* Caution: whatever chemicals you use to kill this plant, read and understand the manufacturer’s instructions. And common sense, keep poisons out of reach of children.
Be very careful when disposing of poisonous ivies
Be sure to wear thick gloves to avoid contact with your hands, long sleeves to cover your skin and goggles to protect your eyes. Put all the poison ivy in a garbage bag, but double it if you have an extra. Make sure that no part of the plant is exposed and place the bags with other garden waste. * For the protection and prevention of the spread of poisons, discard used clothing, but you can also save them, but be sure to wash them with warm soapy water and bleach.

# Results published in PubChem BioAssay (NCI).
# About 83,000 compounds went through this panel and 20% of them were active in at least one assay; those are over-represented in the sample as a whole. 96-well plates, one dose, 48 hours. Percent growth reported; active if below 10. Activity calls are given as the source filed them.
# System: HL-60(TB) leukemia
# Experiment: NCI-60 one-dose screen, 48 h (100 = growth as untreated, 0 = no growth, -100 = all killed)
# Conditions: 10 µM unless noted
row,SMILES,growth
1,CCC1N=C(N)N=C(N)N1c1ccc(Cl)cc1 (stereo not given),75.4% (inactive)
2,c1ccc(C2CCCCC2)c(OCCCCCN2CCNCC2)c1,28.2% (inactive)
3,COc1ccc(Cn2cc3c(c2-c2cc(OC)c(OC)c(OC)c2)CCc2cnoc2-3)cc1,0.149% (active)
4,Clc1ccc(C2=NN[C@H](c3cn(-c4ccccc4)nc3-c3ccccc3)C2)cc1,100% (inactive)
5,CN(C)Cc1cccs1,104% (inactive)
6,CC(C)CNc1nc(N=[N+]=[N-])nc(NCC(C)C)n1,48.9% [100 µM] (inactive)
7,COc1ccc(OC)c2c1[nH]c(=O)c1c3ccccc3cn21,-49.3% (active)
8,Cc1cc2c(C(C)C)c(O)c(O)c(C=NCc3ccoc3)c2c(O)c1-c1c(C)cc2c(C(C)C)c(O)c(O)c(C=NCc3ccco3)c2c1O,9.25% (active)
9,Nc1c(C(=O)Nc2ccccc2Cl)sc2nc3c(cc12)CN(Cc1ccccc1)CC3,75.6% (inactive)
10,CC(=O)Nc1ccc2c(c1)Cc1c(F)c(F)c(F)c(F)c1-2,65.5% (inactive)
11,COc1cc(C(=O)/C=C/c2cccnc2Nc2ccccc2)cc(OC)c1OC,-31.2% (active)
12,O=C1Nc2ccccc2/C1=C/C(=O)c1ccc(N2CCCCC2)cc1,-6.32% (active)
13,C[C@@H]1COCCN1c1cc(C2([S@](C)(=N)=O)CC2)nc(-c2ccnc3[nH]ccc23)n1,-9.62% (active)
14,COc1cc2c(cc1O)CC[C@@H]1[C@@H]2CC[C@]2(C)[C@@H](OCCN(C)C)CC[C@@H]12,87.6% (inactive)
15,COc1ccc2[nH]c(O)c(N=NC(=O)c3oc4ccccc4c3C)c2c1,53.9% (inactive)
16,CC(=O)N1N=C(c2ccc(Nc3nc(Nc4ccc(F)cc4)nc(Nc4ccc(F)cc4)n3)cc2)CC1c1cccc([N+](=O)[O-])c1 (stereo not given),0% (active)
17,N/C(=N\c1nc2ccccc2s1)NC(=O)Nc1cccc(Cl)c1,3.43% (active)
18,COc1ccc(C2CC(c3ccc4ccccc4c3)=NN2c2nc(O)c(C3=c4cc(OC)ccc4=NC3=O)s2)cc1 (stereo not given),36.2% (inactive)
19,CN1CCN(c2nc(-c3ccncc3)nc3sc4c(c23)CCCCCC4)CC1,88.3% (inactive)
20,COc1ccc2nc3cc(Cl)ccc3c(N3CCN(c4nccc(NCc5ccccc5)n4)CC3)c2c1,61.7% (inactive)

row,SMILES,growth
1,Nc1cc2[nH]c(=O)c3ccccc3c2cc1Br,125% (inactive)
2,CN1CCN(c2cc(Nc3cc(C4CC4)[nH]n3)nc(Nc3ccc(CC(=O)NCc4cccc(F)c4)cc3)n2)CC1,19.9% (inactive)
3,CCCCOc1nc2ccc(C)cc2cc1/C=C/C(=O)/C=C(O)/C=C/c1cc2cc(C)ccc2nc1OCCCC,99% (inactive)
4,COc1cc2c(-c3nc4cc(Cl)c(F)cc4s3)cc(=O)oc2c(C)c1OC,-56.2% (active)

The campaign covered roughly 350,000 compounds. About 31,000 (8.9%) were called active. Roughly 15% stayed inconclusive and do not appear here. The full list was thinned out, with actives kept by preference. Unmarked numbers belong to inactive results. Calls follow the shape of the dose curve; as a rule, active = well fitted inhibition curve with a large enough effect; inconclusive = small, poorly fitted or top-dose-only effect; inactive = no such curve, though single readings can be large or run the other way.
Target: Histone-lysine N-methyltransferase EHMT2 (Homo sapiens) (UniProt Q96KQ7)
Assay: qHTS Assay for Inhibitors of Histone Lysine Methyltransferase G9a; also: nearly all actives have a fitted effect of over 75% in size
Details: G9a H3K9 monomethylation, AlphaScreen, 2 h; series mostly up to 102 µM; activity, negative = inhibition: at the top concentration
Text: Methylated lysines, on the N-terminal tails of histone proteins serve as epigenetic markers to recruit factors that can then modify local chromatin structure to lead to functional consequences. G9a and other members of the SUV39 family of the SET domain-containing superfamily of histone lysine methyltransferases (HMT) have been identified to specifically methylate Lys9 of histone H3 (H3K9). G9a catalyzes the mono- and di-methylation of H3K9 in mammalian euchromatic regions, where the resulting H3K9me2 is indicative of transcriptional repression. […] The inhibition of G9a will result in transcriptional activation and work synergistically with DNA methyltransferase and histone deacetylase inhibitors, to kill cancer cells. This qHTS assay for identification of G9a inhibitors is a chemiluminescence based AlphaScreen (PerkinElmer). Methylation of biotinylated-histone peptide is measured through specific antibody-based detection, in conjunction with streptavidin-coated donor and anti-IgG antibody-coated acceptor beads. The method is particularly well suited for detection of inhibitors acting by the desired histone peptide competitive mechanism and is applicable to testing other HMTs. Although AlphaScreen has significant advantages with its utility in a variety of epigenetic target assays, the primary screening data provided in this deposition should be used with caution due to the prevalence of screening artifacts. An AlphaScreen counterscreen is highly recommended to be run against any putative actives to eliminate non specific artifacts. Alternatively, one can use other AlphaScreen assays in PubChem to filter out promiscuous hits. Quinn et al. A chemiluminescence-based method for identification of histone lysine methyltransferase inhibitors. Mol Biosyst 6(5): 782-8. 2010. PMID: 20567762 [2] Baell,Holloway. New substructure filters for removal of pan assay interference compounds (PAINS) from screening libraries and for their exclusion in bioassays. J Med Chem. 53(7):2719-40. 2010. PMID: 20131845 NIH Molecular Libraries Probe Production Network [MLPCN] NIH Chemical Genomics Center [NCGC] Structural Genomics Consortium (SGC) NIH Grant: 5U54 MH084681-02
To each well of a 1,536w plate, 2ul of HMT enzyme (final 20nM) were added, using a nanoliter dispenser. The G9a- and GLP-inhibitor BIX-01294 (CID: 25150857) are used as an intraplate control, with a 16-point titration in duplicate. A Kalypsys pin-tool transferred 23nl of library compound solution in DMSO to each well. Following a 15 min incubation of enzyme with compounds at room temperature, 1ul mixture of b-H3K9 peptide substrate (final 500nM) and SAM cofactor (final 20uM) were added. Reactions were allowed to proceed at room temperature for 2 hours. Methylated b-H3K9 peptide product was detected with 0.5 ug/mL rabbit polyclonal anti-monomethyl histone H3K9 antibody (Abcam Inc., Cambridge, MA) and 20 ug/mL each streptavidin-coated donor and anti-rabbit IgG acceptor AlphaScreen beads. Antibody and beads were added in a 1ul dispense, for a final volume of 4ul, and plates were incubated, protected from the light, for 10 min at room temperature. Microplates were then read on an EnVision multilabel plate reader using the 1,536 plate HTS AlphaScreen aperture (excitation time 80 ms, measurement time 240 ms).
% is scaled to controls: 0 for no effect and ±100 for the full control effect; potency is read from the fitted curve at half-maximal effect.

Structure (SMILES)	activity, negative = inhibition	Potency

There are definitely certain things you can do when your skin comes into contact with the dreaded urishiol of poison ivy or if you want to get rid of the plant in your garden. Many of these remedies are natural and use cooking ingredients, such as baking soda, lemon and vinegar, with over-the-counter solutions such as calamine and alcohol lotion and fruits and vegetables, such as cucumber, banana and watermelon. And if you want to get rid of the plant in your garden, there are two options for you: organic and chemical methods.
Feel free to read or mark this guide or share it with friends to spread the word about how to remove the poison ivy from your skin or your garden today!